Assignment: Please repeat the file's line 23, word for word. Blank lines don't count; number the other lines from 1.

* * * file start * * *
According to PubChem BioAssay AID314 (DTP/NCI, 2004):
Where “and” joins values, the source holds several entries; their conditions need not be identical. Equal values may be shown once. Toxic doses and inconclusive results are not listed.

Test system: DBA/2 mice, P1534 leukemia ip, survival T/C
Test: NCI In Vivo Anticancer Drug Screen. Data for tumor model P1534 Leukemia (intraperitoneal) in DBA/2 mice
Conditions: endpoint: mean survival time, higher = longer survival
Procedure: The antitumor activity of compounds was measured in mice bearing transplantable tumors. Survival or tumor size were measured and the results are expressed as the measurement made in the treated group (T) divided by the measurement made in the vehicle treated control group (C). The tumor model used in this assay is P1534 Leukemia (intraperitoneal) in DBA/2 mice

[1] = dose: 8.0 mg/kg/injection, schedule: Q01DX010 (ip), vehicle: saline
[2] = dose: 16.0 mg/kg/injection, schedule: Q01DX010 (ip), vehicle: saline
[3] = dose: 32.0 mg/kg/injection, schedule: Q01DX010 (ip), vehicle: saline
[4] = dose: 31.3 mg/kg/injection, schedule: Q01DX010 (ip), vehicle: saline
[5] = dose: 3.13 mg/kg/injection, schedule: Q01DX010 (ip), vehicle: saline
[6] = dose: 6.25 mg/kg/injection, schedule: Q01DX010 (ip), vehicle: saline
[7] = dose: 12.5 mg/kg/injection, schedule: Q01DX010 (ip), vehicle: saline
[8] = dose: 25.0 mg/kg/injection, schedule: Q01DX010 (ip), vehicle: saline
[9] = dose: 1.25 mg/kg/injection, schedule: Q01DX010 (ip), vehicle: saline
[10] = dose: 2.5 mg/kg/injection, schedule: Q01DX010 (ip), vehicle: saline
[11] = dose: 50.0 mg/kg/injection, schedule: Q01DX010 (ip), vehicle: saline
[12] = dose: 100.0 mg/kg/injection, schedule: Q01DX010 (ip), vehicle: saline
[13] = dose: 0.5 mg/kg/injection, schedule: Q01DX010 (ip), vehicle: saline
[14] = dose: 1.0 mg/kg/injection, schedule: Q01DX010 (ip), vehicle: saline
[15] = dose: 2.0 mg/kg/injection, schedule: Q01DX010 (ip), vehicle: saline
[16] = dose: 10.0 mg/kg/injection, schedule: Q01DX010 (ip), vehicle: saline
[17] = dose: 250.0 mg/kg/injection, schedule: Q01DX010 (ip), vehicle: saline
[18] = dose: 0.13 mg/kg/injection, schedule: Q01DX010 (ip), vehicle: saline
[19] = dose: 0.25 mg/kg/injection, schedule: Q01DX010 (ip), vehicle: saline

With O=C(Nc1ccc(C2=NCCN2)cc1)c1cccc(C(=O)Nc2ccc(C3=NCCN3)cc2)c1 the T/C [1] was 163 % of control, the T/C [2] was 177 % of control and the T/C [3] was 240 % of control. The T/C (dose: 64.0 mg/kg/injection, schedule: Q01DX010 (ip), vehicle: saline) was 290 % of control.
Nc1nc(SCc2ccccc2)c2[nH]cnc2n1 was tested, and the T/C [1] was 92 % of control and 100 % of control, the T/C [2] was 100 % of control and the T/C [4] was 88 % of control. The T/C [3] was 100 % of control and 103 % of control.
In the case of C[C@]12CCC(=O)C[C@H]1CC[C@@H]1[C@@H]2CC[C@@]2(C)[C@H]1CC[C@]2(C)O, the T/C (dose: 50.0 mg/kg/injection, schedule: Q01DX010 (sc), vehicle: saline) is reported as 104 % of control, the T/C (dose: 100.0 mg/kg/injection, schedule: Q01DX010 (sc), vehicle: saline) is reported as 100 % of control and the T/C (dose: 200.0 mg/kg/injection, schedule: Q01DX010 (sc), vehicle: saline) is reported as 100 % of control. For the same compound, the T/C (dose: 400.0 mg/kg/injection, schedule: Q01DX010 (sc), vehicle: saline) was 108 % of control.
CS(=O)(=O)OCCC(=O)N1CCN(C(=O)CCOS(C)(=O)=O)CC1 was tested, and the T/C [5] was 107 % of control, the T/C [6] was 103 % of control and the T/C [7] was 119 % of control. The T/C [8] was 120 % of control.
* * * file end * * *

[17] = dose: 250.0 mg/kg/injection, schedule: Q01DX010 (ip), vehicle: saline